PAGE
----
Rise of Social Commerce Conference Kicks Off Today
Today kicks off Rise of Social Commerce in Palo Alto, CA, the latest in a series of conferences focused on the topic of social commerce. Last week, Lift Summit, a one-day conference, was held in Atlanta. In April, BazaarVoice sponsored Social Commerce Summit 2010.
This begs the question, why are there suddenly a number of conferences aimed at social commerce?
Lora Cecere, partner with Altimeter Group, the organization hosting the Rise of Social Commerce conference, explains it this way: "Companies are going west, so to speak. It's not dissimilar to the idea of pioneers going west years ago. We don't yet know what 'west' looks like, but we believe it will be the intersection of e-commerce, mobile commerce (m-commerce) and social commerce (s-commerce)."
"E-commerce is about the efficiency of the transaction, purchasing what I want easily; m-commerce is about anywhere/anytime, and s-commerce is about making the shopping experience social," she added.
Cecere described social media's evolution as occurring in four stages culminating with social commerce in 2011:
Stage 1: Social For The Sake Of Social. This involves companies using social media primarily for branding and marketing.
Stage 2: Enlightened Engagement. Social media moves horizontally across the organization and involves an emphasis on listening to the voice of the customer and having dialog with them.
Stage 3: Store Of The Community. The community provides input into what products and promotions should look like. This is represented by efforts such as what Dell has done with its Ideastorm, which allows customers to have input on new features they feel should included in its products.
"It is at this stage that companies realize that they can use new technologies - mobile applications, geo-location shopping and social couponing - coupled with emerging social technologies, loyalty programs and point of sale data to redesign the shopping experience," said Cecere.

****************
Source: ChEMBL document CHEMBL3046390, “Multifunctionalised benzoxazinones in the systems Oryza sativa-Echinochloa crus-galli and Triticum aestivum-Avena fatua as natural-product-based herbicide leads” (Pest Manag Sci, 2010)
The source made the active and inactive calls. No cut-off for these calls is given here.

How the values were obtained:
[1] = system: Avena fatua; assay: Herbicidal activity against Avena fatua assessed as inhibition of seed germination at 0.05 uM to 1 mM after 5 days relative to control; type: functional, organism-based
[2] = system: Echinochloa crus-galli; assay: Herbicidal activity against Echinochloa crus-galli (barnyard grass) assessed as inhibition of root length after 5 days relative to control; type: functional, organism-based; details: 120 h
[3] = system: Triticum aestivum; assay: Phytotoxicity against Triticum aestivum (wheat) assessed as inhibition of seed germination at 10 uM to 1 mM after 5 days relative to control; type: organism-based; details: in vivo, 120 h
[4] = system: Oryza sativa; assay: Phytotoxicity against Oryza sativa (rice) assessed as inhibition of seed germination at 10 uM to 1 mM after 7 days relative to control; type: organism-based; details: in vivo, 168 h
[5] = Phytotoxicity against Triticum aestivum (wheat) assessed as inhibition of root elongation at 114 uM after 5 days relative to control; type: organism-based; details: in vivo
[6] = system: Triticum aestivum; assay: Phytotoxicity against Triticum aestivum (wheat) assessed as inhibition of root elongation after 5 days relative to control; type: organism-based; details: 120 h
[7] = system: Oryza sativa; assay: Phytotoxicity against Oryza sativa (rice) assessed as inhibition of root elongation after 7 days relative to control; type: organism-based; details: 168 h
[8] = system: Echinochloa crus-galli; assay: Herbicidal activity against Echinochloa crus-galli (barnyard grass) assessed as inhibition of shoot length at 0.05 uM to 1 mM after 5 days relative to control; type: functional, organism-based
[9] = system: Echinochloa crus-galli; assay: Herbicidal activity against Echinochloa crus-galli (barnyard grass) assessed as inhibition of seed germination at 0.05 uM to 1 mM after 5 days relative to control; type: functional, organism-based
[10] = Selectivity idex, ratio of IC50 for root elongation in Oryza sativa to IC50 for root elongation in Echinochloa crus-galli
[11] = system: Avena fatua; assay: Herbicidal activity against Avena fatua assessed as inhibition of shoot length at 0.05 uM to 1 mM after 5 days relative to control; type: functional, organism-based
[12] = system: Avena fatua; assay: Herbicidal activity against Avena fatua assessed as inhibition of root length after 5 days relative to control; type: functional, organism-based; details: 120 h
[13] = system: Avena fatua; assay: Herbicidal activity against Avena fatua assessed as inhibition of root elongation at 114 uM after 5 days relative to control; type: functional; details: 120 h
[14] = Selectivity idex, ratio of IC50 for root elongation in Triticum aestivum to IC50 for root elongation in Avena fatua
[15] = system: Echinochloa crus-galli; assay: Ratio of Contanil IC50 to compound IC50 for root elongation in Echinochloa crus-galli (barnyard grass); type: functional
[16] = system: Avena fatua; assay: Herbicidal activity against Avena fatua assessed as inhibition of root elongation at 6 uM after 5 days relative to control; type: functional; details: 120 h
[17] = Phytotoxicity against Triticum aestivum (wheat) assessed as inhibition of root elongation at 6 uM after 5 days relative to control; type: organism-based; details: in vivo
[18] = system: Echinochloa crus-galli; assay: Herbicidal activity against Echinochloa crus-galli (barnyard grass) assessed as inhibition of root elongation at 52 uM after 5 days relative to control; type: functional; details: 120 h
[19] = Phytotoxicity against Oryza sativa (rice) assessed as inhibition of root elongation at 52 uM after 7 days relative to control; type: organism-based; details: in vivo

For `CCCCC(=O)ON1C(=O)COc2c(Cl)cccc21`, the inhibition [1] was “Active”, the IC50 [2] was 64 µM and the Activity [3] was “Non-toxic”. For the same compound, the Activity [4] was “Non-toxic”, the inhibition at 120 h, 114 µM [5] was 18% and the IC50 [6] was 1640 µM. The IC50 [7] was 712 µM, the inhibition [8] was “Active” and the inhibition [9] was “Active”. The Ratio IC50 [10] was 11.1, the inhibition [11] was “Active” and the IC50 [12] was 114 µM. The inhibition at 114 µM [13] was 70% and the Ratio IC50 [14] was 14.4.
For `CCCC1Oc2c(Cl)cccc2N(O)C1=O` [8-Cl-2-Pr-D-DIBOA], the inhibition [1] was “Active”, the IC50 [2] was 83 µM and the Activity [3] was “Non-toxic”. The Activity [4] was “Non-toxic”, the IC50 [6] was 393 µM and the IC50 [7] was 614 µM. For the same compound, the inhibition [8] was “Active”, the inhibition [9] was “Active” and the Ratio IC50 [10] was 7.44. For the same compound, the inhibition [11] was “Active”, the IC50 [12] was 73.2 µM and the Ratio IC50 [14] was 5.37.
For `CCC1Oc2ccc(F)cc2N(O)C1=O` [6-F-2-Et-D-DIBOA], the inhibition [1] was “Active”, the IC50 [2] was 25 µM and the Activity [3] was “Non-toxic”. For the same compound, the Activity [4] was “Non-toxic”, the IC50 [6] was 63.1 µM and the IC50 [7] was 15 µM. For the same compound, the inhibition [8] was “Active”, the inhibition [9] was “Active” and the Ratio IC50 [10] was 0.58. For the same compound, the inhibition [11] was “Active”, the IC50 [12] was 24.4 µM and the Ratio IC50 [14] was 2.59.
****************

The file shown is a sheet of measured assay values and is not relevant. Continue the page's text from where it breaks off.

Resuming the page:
Stage 4: Frictionless Commerce. Cecere identified this stage as the "intersection of e-commerce, m-commerce and s-commerce." The shopping experience is redesigned to improve the commerce experience and build customer intimacy. Push-based processes give way to the momentum of community pull. Friends can buy with friends, new services can be delivered, checkout becomes more automated, and channels become more seamless.
"It's not just about putting shopping cart on Facebook, but taking social connections and saying how do we make this experience of shopping, which has been very transactional and impersonal and making it personal and better," stated Cecere.
While Rise of Social Commerce is focused on large consumer brands - Dell, Newell Rubbermaid, Sephora and others - Cecere suggested smaller ecommerce merchants can benefit as well: "Smaller companies have the ability to move on this more quickly. They can be fast followers and even beat the bigger guys at their game."
Debashish Mandal says:
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I am the developer of an enabler service for social commerce.
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I would really appreciate any advice you may have for my start up.